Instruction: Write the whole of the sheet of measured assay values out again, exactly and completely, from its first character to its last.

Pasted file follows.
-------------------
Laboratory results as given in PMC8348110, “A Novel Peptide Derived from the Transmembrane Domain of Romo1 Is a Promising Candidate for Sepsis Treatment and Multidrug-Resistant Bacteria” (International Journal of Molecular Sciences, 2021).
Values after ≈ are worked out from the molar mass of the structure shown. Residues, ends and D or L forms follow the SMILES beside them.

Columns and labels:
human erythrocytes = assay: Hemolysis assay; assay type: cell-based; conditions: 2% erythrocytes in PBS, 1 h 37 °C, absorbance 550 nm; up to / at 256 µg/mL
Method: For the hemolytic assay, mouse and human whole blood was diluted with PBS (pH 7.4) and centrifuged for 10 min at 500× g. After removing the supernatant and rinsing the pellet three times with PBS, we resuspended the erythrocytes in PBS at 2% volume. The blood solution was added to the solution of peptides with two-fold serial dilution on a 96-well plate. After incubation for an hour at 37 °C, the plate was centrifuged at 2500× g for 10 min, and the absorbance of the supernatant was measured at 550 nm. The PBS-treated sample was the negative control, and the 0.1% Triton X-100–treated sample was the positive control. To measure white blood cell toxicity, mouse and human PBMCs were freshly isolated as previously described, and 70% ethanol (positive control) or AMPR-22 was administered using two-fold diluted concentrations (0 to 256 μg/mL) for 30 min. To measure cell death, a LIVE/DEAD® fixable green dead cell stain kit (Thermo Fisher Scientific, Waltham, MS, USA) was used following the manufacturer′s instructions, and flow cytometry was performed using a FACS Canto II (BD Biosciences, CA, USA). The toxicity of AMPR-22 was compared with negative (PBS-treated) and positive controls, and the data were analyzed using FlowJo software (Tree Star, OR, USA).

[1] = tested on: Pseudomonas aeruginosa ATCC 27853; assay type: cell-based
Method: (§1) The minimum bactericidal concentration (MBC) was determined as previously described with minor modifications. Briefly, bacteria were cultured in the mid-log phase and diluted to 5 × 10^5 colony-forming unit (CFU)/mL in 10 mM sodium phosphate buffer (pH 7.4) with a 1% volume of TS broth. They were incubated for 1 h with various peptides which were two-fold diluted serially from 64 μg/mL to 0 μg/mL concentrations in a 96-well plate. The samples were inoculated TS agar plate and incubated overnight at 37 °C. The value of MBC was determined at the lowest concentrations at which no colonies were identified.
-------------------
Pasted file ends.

Laboratory results as given in PMC8348110, “A Novel Peptide Derived from the Transmembrane Domain of Romo1 Is a Promising Candidate for Sepsis Treatment and Multidrug-Resistant Bacteria” (International Journal of Molecular Sciences, 2021).
Values after ≈ are worked out from the molar mass of the structure shown. Residues, ends and D or L forms follow the SMILES beside them.

Columns and labels:
human erythrocytes = assay: Hemolysis assay; assay type: cell-based; conditions: 2% erythrocytes in PBS, 1 h 37 °C, absorbance 550 nm; up to / at 256 µg/mL
Method: For the hemolytic assay, mouse and human whole blood was diluted with PBS (pH 7.4) and centrifuged for 10 min at 500× g. After removing the supernatant and rinsing the pellet three times with PBS, we resuspended the erythrocytes in PBS at 2% volume. The blood solution was added to the solution of peptides with two-fold serial dilution on a 96-well plate. After incubation for an hour at 37 °C, the plate was centrifuged at 2500× g for 10 min, and the absorbance of the supernatant was measured at 550 nm. The PBS-treated sample was the negative control, and the 0.1% Triton X-100–treated sample was the positive control. To measure white blood cell toxicity, mouse and human PBMCs were freshly isolated as previously described, and 70% ethanol (positive control) or AMPR-22 was administered using two-fold diluted concentrations (0 to 256 μg/mL) for 30 min. To measure cell death, a LIVE/DEAD® fixable green dead cell stain kit (Thermo Fisher Scientific, Waltham, MS, USA) was used following the manufacturer′s instructions, and flow cytometry was performed using a FACS Canto II (BD Biosciences, CA, USA). The toxicity of AMPR-22 was compared with negative (PBS-treated) and positive controls, and the data were analyzed using FlowJo software (Tree Star, OR, USA).

[1] = tested on: Pseudomonas aeruginosa ATCC 27853; assay type: cell-based
Method: (§1) The minimum bactericidal concentration (MBC) was determined as previously described with minor modifications. Briefly, bacteria were cultured in the mid-log phase and diluted to 5 × 10^5 colony-forming unit (CFU)/mL in 10 mM sodium phosphate buffer (pH 7.4) with a 1% volume of TS broth. They were incubated for 1 h with various peptides which were two-fold diluted serially from 64 μg/mL to 0 μg/mL concentrations in a 96-well plate. The samples were inoculated TS agar plate and incubated overnight at 37 °C. The value of MBC was determined at the lowest concentrations at which no colonies were identified.